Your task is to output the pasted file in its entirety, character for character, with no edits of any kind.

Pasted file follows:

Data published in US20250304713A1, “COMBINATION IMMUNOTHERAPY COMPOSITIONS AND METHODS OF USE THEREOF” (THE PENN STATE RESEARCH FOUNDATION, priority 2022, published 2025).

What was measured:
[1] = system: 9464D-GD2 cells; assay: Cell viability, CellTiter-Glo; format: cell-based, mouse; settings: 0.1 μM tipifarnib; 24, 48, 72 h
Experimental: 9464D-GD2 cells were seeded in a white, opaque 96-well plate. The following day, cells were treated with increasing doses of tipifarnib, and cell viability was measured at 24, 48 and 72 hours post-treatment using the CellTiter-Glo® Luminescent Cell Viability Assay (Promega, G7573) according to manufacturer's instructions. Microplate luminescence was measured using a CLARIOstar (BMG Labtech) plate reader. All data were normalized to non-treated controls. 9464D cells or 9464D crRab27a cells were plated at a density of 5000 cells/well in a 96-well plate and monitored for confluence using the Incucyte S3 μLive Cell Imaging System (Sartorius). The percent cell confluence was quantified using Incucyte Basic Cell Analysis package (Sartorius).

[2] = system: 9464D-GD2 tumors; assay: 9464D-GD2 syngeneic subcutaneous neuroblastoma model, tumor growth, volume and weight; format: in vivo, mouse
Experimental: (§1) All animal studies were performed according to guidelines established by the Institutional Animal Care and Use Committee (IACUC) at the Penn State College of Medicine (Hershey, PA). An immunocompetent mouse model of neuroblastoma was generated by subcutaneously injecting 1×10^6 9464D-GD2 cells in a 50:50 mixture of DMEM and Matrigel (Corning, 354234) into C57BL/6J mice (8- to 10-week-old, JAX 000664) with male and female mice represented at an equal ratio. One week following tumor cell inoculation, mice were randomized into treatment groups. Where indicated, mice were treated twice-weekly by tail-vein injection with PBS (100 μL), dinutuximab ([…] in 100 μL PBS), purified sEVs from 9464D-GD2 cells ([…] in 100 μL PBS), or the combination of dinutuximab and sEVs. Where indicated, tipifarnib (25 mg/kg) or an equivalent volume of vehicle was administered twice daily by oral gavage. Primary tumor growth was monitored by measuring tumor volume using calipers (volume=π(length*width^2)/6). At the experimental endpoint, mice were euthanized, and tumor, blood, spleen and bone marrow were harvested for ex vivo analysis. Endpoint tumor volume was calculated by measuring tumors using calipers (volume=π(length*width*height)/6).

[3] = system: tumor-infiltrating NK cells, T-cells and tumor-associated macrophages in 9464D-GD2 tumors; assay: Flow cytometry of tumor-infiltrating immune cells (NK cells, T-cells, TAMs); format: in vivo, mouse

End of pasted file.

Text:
Data published in US20250304713A1, “COMBINATION IMMUNOTHERAPY COMPOSITIONS AND METHODS OF USE THEREOF” (THE PENN STATE RESEARCH FOUNDATION, priority 2022, published 2025).

What was measured:
[1] = system: 9464D-GD2 cells; assay: Cell viability, CellTiter-Glo; format: cell-based, mouse; settings: 0.1 μM tipifarnib; 24, 48, 72 h
Experimental: 9464D-GD2 cells were seeded in a white, opaque 96-well plate. The following day, cells were treated with increasing doses of tipifarnib, and cell viability was measured at 24, 48 and 72 hours post-treatment using the CellTiter-Glo® Luminescent Cell Viability Assay (Promega, G7573) according to manufacturer's instructions. Microplate luminescence was measured using a CLARIOstar (BMG Labtech) plate reader. All data were normalized to non-treated controls. 9464D cells or 9464D crRab27a cells were plated at a density of 5000 cells/well in a 96-well plate and monitored for confluence using the Incucyte S3 μLive Cell Imaging System (Sartorius). The percent cell confluence was quantified using Incucyte Basic Cell Analysis package (Sartorius).

[2] = system: 9464D-GD2 tumors; assay: 9464D-GD2 syngeneic subcutaneous neuroblastoma model, tumor growth, volume and weight; format: in vivo, mouse
Experimental: (§1) All animal studies were performed according to guidelines established by the Institutional Animal Care and Use Committee (IACUC) at the Penn State College of Medicine (Hershey, PA). An immunocompetent mouse model of neuroblastoma was generated by subcutaneously injecting 1×10^6 9464D-GD2 cells in a 50:50 mixture of DMEM and Matrigel (Corning, 354234) into C57BL/6J mice (8- to 10-week-old, JAX 000664) with male and female mice represented at an equal ratio. One week following tumor cell inoculation, mice were randomized into treatment groups. Where indicated, mice were treated twice-weekly by tail-vein injection with PBS (100 μL), dinutuximab ([…] in 100 μL PBS), purified sEVs from 9464D-GD2 cells ([…] in 100 μL PBS), or the combination of dinutuximab and sEVs. Where indicated, tipifarnib (25 mg/kg) or an equivalent volume of vehicle was administered twice daily by oral gavage. Primary tumor growth was monitored by measuring tumor volume using calipers (volume=π(length*width^2)/6). At the experimental endpoint, mice were euthanized, and tumor, blood, spleen and bone marrow were harvested for ex vivo analysis. Endpoint tumor volume was calculated by measuring tumors using calipers (volume=π(length*width*height)/6).

[3] = system: tumor-infiltrating NK cells, T-cells and tumor-associated macrophages in 9464D-GD2 tumors; assay: Flow cytometry of tumor-infiltrating immune cells (NK cells, T-cells, TAMs); format: in vivo, mouse